The idea that corporate culture has a dramatic impact on the success of an organization has played prominently in discussions of how to increase competitive advantage in challenging economic times. The desire to improve employee engagement as a way of growing productivity often surfaces from these discussions.
Most professionals inherently know that employee engagement and culture are related. Unfortunately, they often miss a crucial element. The culture represents the collective behaviour of people in the organization. The conditions in the workplace environment drive those behaviours.
Unfortunately, some business leaders mistakenly believe that new rewards and recognition programs will engage employees sufficiently to boost productivity and profits.
Culture represents collective behaviour
What is often missing from this calculation is the role the workplace environment plays in shaping worker behaviours. Take, for instance, temperature. Assume two workers are performing the same task. Which one is going to be more safely and productively engaged? The one who is sweating and miserable in a 95° F ill-equipped shed or the one working in a climate-controlled 72° F office?
What about a worker where the boss barks orders and berates performance, or the manager teams up with her to provide the tools and training she needs to do the job?
When considering a strategy for improving corporate culture, the common practice of tasking a team to identify a set of shared values and directing all employees to adhere to them is icing on a cake that may not yet exist. Management can’t reasonably expect a different culture if the things that produce cultural change have not been implemented.
Our people are our most valued asset
We’ve all seen banners at corporate facilities proclaiming Our People are Our Most Valued Asset! Really? Maybe there are some recognition ceremonies and social events. Essentially though nothing changes in the workplace environment experienced by the workers. What would lead anyone to believe, under those conditions, they are a valued asset and, therefore, inspire them to alter their behaviour? As a result, worker behaviour doesn’t change, and the culture remains as it was.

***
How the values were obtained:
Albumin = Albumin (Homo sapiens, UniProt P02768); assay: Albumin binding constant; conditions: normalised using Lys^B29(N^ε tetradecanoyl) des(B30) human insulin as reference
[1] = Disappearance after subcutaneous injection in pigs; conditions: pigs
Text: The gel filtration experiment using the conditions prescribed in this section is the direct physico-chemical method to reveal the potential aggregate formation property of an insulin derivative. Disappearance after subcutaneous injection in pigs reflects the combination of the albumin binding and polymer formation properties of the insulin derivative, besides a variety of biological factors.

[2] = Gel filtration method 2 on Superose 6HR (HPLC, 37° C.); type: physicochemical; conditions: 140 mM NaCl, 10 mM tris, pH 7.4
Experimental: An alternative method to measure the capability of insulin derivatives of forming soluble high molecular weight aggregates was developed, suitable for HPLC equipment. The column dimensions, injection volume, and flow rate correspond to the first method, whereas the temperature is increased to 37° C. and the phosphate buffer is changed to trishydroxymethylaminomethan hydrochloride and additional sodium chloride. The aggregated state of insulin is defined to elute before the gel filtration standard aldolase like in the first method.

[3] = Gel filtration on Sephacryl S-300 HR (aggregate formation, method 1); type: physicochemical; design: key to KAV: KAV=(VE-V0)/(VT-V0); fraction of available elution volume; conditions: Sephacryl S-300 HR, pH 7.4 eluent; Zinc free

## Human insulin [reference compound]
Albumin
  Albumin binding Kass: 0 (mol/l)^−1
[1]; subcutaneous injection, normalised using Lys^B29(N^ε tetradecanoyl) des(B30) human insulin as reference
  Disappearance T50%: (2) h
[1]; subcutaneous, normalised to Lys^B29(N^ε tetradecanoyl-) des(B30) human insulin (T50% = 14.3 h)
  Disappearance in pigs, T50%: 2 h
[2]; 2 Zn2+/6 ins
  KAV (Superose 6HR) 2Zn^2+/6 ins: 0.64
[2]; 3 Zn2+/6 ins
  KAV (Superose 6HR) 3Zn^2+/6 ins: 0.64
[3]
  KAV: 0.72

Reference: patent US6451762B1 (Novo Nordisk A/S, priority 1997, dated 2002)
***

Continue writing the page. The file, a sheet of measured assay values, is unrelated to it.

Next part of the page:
All that is new is the proclamation of an “aspirational” corporate culture on a banner which in reality, is misaligned with the functional culture that demonstrates how we do business here. The old tongue-in-cheek admonition circulated among parents regarding the instruction of offspring, do as I say, not as I do, rings as ineffectively true in the workplace as it does in the home.
What drives worker behaviour?
So what mechanics drive improving corporate culture? Since a culture represents the collective behaviour of people in the organization, and conditions in the workplace environment cause those behaviours, it makes sense that corporate culture changes when we change the behaviours of the majority of the workers. But what drives worker behaviour?
Using the example of the temperature of the work area and root cause analysis, attention shifts to management. What other elements of the workplace environment do management control that could reduce stress on workers? Who or what could allow them to devote more attention and energy to safe and productive action? What about access to the necessary resources and tools?
Who would produce better results during a year-end closing of the corporate books, a clerk with a spreadsheet and a calculator, a computer, and a modern accounting management system? And who approves funding for a computer and accounting management system? Management, of course.